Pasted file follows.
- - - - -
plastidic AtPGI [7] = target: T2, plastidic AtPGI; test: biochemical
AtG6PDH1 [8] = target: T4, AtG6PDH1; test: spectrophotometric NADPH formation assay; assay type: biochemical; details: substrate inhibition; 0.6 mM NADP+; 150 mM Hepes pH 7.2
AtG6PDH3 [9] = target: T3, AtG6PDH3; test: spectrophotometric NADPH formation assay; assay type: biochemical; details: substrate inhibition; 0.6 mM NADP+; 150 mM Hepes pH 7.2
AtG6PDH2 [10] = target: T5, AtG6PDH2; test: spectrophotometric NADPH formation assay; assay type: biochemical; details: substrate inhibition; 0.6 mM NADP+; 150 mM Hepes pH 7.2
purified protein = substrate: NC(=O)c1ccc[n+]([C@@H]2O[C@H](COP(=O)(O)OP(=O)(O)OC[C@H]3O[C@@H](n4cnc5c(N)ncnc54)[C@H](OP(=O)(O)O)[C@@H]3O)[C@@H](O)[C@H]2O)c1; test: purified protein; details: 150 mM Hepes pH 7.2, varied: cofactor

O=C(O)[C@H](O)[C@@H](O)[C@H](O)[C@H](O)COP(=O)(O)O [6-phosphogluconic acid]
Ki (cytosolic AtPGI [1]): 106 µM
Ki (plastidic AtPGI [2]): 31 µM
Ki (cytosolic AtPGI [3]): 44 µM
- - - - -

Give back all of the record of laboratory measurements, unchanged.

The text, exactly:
plastidic AtPGI [7] = target: T2, plastidic AtPGI; test: biochemical
AtG6PDH1 [8] = target: T4, AtG6PDH1; test: spectrophotometric NADPH formation assay; assay type: biochemical; details: substrate inhibition; 0.6 mM NADP+; 150 mM Hepes pH 7.2
AtG6PDH3 [9] = target: T3, AtG6PDH3; test: spectrophotometric NADPH formation assay; assay type: biochemical; details: substrate inhibition; 0.6 mM NADP+; 150 mM Hepes pH 7.2
AtG6PDH2 [10] = target: T5, AtG6PDH2; test: spectrophotometric NADPH formation assay; assay type: biochemical; details: substrate inhibition; 0.6 mM NADP+; 150 mM Hepes pH 7.2
purified protein = substrate: NC(=O)c1ccc[n+]([C@@H]2O[C@H](COP(=O)(O)OP(=O)(O)OC[C@H]3O[C@@H](n4cnc5c(N)ncnc54)[C@H](OP(=O)(O)O)[C@@H]3O)[C@@H](O)[C@H]2O)c1; test: purified protein; details: 150 mM Hepes pH 7.2, varied: cofactor

O=C(O)[C@H](O)[C@@H](O)[C@H](O)[C@H](O)COP(=O)(O)O [6-phosphogluconic acid]
Ki (cytosolic AtPGI [1]): 106 µM
Ki (plastidic AtPGI [2]): 31 µM
Ki (cytosolic AtPGI [3]): 44 µM